Arguing for the buildup required almost no effort. You could make up anything and so long as it made a good thing sound better, people were on board. It was the discursive equivalent of hitting fish long dead in a barrel with tactical nuclear weapons. Before people even knew what the buildup would entail, when it was only numbers on a press release from Congresswoman Bordallo's office, people were already speaking definitively of how much good this would do and how it was a golden chance for Guam to get a leg up and to move ahead. Before we could even guess as to its costs, its benefits, its timelines, it was already being used as the stuff of wet and wild fantasies for the primarily most powerful and the most wealthy on Guam. Without any actual knowledge of what was going on or what was going to happen, they were promising that dreams would come true and that everyone's most speculative fantasies would become real.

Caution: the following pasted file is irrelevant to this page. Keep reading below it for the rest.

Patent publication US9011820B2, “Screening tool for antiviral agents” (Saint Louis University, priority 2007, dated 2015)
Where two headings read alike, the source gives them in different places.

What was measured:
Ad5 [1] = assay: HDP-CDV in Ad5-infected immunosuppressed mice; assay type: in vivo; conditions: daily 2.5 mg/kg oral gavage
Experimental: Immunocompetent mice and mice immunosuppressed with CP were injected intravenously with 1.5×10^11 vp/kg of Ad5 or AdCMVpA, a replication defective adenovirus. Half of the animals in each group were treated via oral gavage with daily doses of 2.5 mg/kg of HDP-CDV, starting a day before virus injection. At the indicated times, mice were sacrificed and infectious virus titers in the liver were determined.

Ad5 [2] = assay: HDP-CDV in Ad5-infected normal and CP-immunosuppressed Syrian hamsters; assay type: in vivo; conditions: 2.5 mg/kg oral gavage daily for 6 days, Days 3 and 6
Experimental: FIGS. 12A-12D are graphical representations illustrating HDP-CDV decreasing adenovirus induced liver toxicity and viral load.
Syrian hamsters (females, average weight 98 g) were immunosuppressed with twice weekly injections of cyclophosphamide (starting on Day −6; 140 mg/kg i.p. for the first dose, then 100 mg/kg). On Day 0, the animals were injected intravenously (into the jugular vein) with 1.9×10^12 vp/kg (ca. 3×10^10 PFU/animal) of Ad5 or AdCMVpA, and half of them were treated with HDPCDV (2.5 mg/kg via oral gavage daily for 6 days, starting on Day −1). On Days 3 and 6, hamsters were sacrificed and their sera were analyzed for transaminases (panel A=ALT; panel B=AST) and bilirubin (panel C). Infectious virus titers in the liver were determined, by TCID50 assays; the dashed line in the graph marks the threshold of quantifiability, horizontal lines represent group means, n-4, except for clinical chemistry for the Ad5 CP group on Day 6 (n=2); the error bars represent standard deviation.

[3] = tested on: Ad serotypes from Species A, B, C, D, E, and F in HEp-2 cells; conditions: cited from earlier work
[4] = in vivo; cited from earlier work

It was such a pathetic site to see, so horribly disconnected from anything we even knew at the time, but the majority of the island willingly participated in what amounted to an orgy of wishful ignorance. Things have changed and the island seems different now, but the question I always grapple with is how and why?